George was from Lincolnshire. We can trace back George’s birth from various official documents in his lifetime, and it brings us back to the baptism of an illegitimate child. He recorded his father’s name as Matthew at his wedding, and at his death the name Matthew was apparently written and then crossed out, replaced by someone with the name Amos. In all cases, it was implied that George’s parents were both Rossingtons, or in other words that he had his surname from his father. This was almost certainly not the case, as we can search for the unusual name Matthew Rossington in British censuses and find no-one of a suitable age.
The life of George's mother Martha Rossington can on the other hand be traced. She had several illegitimate children before marrying later in life. Here is a short summary of the events that can be traced so far in Martha Rossington’s life…
27 July 1806 Martha baptised at Spalding. Daughter of William and Susanna Rossington nee Potterton. This William Rossington can be fitted into the main tree of Rossingtons which some researchers have worked on. It is felt by some researchers, such as Doug Rossington, that the surname comes not from Rossington near Doncaster, but from Roston near Ashbourne in Derbyshire (Roschintun or Roschintone in the Domesday Book).
abt Feb 1834. Martha got pregnant with George.
June 1834. Martha stopped working for Thomas Chambers (3½ months pregnant).
3 Nov 1834. Settlement Examination – Martha removed from Dogdyke to South Kyme. Again, these were the “poor laws” at work.
18 Nov 1834. Martha’s third child, George was born. (Date is only from his death certificate in Australia. English birth registrations start in 1837.)
14 December 1834. George baptised at South Kyme. (On the same day, one John and Mary Sharp of South Kyme had a daughter baptised.)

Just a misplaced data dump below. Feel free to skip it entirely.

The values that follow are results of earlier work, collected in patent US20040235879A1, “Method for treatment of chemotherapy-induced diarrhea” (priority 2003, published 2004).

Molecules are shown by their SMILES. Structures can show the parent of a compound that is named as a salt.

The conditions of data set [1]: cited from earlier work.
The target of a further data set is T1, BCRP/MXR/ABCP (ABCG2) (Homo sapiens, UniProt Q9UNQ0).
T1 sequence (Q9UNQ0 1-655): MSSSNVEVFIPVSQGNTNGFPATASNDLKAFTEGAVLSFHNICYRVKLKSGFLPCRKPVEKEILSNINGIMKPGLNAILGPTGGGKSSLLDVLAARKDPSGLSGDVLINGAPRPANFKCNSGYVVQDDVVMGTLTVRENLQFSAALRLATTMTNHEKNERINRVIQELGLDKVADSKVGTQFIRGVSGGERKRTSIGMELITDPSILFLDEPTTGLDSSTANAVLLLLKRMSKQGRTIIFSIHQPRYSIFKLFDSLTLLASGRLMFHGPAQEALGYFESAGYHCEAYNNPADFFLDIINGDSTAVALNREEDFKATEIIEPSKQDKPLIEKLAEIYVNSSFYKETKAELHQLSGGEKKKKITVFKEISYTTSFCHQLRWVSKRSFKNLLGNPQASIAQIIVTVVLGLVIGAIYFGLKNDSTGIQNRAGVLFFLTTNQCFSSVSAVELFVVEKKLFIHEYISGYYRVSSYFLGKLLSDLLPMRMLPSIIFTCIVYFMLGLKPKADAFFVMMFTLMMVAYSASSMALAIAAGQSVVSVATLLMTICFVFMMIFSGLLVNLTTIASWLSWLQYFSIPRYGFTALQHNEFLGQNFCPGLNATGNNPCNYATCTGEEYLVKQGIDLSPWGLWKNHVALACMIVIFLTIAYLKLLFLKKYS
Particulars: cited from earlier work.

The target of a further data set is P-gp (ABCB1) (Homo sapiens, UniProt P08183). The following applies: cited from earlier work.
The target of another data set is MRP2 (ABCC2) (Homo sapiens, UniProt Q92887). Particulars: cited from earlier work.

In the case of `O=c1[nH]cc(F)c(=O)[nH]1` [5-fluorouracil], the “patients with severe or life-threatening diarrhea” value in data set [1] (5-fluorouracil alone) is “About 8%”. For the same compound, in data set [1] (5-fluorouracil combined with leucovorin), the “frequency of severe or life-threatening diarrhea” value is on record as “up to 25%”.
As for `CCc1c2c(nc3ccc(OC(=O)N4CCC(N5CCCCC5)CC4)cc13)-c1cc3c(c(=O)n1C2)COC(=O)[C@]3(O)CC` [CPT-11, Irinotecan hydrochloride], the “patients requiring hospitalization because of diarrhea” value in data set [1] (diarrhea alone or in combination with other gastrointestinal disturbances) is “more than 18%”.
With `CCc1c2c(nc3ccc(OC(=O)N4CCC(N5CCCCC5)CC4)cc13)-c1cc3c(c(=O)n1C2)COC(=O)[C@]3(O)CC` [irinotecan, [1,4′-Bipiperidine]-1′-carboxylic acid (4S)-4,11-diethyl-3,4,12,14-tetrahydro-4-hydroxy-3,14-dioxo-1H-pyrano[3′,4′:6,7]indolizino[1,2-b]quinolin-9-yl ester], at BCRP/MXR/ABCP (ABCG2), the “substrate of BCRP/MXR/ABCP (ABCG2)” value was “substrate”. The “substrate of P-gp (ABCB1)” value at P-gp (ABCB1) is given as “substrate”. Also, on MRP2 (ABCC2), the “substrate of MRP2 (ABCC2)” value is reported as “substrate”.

Martha and George were in Horncastle with the Lincoln family – Martha as a nurse, George was at first entered as a lodger, but someone crossed the word out. There is also a 15 year old male servant named Jeffrey Would.
Jane "Rosington" was with the John Jaques' family in Swineshead, her sister's relatives.
Mary Ann Rossington herself was in Boston Workhouse, 8 years old.
Martha was in Kirkstead with new (and first) husband John Topler, and John's children, John (10) Mary (6) and William (4).
Jane Housley née Rossington, 21 years old born Swineshead, was with her new husband John Housley, an agricultural labourer born Leak, on Sleaford Road in Swineshead.
Mary Ann Rossington was working for the Buckley family in Boston, an 18 year old general servant, born Dogdyke.
George is probably "George Roddlington" a 16 year old farm servant in the large household of William Lambert in Wrangle, Lincolnshire, and recorded as born in Kirkstead, which is in the general area of Ballinghay. This person does not appear in any other records, and indeed neither does the Roddlington surname at all, so is presumably a misspelling of a similar name.
Jane Housley 31 and born in Swinshead, is with her husband John Musson Housley, 30 year old farm labourer born in Leake, in North End, Swinshead. They have children there, all born in Swinshead: Ted 9, Maria 8, John 5, Samuel 3, and James 10 months.
Mary Ann appears to be a 28 year old laundress, born Lincolnshire, living in St Pancras, London. With her is a daughter, Alice Rossington, an 8 year old scholar, born Lincolnshire. (There is a birth registration in 3rd qtr 1852 in Boston for an Alice Rossington. Sadly there is also a death registration for her in the first quarter of 1868: 1b/36 in St Pancras, 15 years old Alice Rosington.) The residence in 1861 appears to be called "Garden cottage".
George appears to be George Rosington, 24 years old, an agricultural laborourer, residing in Barmston, Yorkshire with the Jackson family.
21 February 1864. George marries Jane Francis in St Mary Newington, within the London sprawl. George was an "excavator" living in crowded Manor Place.
31 Jul 1864. George and Jane arrived in Brisbane, Australia on the “Queen of the South”. They traveled from Queensland to Sydney on the ship "Yarra Yarra" arriving in Sydney 7 June 1866.
1866. It seems George Rossington and Mrs Rossington traveled from Brisbane to Sydney on the Yarra Yarra.
Mr. Ed. Higgens (for Hill, Clarke, and Co.) subsequently submitted Mr. Geo. Glover's highly-improved farm of 79 acres, situated on the Hunter, at Aberdeen. The bidding started at £10 per acre, and gradually mounted to £15, at which price it was knocked down to Mr. George Rossington, of Moonan Brook.
The Maitland Daily Mercury ,Mon 17 Aug 1903 Page 4 SINGLETON QUARTER SESSIONS. George was a witness, and described then as a dairy man of Aberdeen.
NSW BDM death 3320/1910 registered at Scone and showing parents Amos and Martha
George is the subject of a webpage made by her great great grandson Andrew Lancaster. This includes detailed explanation of sources.